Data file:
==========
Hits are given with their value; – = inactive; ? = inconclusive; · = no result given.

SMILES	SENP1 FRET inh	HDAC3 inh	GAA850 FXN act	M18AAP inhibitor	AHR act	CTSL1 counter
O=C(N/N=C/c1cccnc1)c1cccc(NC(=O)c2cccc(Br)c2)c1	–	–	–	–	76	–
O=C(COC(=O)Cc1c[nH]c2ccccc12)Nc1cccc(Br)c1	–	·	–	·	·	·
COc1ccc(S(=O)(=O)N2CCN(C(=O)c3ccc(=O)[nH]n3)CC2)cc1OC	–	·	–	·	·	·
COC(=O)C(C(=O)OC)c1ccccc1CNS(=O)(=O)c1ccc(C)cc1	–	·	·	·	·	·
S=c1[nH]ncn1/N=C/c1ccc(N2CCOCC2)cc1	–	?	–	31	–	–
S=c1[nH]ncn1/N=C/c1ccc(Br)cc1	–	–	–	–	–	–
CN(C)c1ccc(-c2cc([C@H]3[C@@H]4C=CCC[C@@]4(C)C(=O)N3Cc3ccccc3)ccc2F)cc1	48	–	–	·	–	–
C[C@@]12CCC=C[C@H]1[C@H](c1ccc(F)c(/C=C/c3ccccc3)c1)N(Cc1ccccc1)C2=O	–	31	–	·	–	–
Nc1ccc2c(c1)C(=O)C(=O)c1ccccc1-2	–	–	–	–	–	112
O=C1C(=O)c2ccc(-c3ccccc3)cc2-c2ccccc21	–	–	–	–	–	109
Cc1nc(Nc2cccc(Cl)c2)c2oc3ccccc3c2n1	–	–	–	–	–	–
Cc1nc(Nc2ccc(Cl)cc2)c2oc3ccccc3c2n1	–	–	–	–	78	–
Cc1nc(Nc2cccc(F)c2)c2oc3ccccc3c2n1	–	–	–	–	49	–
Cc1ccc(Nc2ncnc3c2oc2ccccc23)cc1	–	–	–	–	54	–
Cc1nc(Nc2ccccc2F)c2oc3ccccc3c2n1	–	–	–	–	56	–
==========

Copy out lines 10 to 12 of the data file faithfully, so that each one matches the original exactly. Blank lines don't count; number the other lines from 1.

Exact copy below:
C[C@@]12CCC=C[C@H]1[C@H](c1ccc(F)c(/C=C/c3ccccc3)c1)N(Cc1ccccc1)C2=O	–	31	–	·	–	–
Nc1ccc2c(c1)C(=O)C(=O)c1ccccc1-2	–	–	–	–	–	112
O=C1C(=O)c2ccc(-c3ccccc3)cc2-c2ccccc21	–	–	–	–	–	109